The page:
In Ornamentalism, David Cannadine provides a welcome challenge to this academic orthodoxy through rethinking British perceptions of its empire. The title of the book is a parody of Said's work. Cannadine loses no time in demolishing Said's vision of British imperialism. "We need to recognise that there were other ways of seeing the empire than in the oversimplified categories of black and white with which we are so preoccupied. It is time we reoriented orientalism."

The British empire, Cannadine argues, "was not exclusively (or even preponderantly) concerned with the creation of 'otherness' on the presumption that the imperial periphery was different from, and inferior to, the imperial metropolis". Rather, "it was at least as much (perhaps more?) concerned with what has been recently called the 'construction of affinities' on the presumption that society on the periphery was the same as, or even on occasions superior to, society in the metropolis". Viewed in this way, the empire was "about the familiar and the domestic, as well as the different and the exotic". Indeed, Cannadine suggests, "it was in large part about the domestication of the exotic - the rendering and reordering of the foreign in parallel, analogous, equivalent, resemblant terms".

The question of what the empire looked like to those who ran it has been relatively ignored by historians, whether critical or admiring of the empire. And what it looked like was, in certain ways, not that different to what Britain looked like. Politicians and administrators envisaged the social structure of their empire, Cannadine writes, "by analogy to what they knew of as 'home' . . . or (even, and increasingly) in nostalgia for it". The British were motivated by considerations of class as much as of colour.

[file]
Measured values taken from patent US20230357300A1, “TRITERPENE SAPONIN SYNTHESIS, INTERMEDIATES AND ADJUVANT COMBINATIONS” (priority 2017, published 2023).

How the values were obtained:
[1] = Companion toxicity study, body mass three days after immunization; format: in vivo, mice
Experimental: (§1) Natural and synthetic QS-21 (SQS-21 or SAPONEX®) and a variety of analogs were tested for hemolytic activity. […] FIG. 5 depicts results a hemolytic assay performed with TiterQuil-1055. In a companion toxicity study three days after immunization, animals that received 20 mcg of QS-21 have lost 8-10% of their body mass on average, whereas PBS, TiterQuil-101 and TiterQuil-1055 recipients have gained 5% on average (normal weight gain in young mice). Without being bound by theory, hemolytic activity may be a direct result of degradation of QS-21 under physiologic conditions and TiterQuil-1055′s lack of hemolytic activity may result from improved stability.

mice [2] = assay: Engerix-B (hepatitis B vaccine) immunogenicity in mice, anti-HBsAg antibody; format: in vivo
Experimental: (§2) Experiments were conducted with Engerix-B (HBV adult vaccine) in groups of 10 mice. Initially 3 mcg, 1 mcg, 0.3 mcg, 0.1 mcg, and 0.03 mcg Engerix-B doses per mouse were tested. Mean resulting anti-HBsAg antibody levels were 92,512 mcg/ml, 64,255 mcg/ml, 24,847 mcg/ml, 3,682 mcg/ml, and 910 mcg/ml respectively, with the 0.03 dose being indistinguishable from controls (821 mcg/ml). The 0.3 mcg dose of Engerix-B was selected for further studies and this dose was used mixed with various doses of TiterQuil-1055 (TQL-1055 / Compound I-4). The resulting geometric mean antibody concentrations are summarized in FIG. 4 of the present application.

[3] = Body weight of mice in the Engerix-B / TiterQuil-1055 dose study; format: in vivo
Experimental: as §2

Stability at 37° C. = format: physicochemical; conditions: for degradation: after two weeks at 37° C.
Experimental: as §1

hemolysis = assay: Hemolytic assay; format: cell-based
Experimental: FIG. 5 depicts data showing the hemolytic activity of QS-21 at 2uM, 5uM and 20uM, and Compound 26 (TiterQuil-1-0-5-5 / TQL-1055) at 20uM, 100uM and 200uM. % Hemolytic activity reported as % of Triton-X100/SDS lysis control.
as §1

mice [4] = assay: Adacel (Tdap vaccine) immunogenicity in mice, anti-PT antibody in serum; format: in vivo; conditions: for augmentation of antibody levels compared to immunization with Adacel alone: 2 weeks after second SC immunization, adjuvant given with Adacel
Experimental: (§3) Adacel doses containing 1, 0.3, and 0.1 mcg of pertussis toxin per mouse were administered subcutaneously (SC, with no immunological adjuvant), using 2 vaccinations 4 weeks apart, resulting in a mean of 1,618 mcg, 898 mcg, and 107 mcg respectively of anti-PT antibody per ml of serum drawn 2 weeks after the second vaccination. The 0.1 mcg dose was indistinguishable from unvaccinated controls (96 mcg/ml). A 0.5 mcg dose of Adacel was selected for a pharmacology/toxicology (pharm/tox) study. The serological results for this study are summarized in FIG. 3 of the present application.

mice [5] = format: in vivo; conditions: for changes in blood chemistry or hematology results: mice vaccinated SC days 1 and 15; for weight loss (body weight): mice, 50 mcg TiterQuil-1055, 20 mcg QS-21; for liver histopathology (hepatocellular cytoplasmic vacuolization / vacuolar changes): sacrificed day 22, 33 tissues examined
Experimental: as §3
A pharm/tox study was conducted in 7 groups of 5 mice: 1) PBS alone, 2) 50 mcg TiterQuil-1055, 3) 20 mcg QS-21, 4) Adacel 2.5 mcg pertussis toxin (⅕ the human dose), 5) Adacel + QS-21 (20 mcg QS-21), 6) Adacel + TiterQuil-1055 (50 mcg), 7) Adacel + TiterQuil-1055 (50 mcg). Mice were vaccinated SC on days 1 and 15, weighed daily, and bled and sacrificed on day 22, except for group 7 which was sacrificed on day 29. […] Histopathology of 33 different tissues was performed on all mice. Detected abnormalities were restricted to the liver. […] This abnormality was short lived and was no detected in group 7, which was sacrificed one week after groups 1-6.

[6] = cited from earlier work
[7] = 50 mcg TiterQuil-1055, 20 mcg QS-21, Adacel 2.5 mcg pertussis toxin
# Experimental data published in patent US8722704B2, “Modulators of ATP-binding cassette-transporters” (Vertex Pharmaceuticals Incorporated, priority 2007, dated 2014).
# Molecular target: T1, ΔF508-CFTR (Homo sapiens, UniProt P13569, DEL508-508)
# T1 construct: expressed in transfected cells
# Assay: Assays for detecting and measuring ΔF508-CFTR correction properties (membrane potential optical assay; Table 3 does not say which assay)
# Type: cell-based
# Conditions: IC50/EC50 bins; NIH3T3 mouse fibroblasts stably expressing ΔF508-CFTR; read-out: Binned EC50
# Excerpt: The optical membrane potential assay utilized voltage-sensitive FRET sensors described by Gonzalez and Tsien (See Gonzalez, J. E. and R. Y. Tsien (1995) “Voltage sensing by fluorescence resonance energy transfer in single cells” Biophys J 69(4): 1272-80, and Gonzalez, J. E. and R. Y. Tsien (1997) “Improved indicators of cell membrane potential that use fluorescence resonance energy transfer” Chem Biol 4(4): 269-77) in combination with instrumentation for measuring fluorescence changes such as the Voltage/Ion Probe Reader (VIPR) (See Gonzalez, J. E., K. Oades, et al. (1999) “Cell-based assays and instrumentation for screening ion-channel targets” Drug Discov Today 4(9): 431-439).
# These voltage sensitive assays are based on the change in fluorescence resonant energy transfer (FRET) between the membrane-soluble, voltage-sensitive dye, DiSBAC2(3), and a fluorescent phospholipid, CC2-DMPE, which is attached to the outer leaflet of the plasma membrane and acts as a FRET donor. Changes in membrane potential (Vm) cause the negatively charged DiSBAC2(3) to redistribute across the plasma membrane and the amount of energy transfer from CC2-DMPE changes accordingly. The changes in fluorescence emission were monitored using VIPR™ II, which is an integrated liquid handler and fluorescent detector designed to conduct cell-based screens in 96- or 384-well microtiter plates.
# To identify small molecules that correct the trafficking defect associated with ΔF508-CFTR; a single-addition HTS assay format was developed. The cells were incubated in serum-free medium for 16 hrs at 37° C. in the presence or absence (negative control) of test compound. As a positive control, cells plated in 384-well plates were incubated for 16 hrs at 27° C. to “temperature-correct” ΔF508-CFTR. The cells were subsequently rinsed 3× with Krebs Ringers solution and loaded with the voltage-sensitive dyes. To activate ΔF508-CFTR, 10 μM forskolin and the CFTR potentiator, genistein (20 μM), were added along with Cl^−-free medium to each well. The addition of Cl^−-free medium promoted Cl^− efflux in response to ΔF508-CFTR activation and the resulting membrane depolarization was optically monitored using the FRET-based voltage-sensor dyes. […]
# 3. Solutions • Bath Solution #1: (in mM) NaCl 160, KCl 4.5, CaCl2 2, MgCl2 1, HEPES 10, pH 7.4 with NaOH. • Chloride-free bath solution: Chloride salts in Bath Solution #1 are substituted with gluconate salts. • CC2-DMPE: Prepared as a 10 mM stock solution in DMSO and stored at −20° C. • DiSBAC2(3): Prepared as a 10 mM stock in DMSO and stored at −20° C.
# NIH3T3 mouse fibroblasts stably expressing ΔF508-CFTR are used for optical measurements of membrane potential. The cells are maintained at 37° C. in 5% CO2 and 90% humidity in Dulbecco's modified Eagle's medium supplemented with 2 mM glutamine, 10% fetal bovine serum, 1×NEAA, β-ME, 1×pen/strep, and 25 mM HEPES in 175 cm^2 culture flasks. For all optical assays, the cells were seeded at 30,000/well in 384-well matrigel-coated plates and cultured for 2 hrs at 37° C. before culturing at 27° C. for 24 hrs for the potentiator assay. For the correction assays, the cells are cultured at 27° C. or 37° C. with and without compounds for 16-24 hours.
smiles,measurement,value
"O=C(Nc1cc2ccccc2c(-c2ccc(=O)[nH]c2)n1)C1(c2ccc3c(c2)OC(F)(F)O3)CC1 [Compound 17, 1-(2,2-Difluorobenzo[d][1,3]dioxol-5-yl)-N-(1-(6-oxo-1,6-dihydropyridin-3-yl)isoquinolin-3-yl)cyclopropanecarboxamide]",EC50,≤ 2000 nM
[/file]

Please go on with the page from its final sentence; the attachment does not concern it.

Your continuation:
The vision of a single, interconnected, hierarchical world led to a complex, even contradictory, view of the empire and its subjects. On the one hand, that Britain (and a handful of other largely white nations) now ruled the globe appeared to confirm a sense of inherent superiority. As Lord Rosebery put it: "What is empire but the predominance of race?" On the other hand, a hierarchical view of the world, paradoxically, helped undercut such racial perceptions. Because the British elite viewed the social structure of their colonies as similar to that of Britain, so their colonies, and their inhabitants, appeared less exotic or different than has often been supposed. Hierarchy, as Cannadine puts it, "homogenised the world".